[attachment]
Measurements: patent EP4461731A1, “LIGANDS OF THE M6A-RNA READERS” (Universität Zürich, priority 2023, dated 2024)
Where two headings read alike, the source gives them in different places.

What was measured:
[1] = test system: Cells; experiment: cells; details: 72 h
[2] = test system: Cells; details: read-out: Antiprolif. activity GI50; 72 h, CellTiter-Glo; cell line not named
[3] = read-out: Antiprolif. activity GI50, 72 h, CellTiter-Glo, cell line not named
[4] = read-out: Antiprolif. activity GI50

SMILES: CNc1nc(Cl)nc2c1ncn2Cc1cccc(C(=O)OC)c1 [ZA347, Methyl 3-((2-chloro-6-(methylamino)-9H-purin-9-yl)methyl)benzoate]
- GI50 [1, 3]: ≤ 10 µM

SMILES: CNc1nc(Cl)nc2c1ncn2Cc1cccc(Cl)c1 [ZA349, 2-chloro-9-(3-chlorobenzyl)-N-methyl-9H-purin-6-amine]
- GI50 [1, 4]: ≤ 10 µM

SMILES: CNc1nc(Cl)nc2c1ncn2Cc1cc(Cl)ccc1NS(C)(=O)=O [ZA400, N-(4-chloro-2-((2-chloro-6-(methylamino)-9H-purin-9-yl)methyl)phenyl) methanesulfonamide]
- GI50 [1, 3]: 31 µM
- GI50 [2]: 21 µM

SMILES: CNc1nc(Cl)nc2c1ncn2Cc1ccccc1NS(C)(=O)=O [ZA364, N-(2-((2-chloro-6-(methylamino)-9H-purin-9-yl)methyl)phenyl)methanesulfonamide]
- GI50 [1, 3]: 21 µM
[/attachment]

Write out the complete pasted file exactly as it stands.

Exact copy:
Measurements: patent EP4461731A1, “LIGANDS OF THE M6A-RNA READERS” (Universität Zürich, priority 2023, dated 2024)
Where two headings read alike, the source gives them in different places.

What was measured:
[1] = test system: Cells; experiment: cells; details: 72 h
[2] = test system: Cells; details: read-out: Antiprolif. activity GI50; 72 h, CellTiter-Glo; cell line not named
[3] = read-out: Antiprolif. activity GI50, 72 h, CellTiter-Glo, cell line not named
[4] = read-out: Antiprolif. activity GI50

SMILES: CNc1nc(Cl)nc2c1ncn2Cc1cccc(C(=O)OC)c1 [ZA347, Methyl 3-((2-chloro-6-(methylamino)-9H-purin-9-yl)methyl)benzoate]
- GI50 [1, 3]: ≤ 10 µM

SMILES: CNc1nc(Cl)nc2c1ncn2Cc1cccc(Cl)c1 [ZA349, 2-chloro-9-(3-chlorobenzyl)-N-methyl-9H-purin-6-amine]
- GI50 [1, 4]: ≤ 10 µM

SMILES: CNc1nc(Cl)nc2c1ncn2Cc1cc(Cl)ccc1NS(C)(=O)=O [ZA400, N-(4-chloro-2-((2-chloro-6-(methylamino)-9H-purin-9-yl)methyl)phenyl) methanesulfonamide]
- GI50 [1, 3]: 31 µM
- GI50 [2]: 21 µM

SMILES: CNc1nc(Cl)nc2c1ncn2Cc1ccccc1NS(C)(=O)=O [ZA364, N-(2-((2-chloro-6-(methylamino)-9H-purin-9-yl)methyl)phenyl)methanesulfonamide]
- GI50 [1, 3]: 21 µM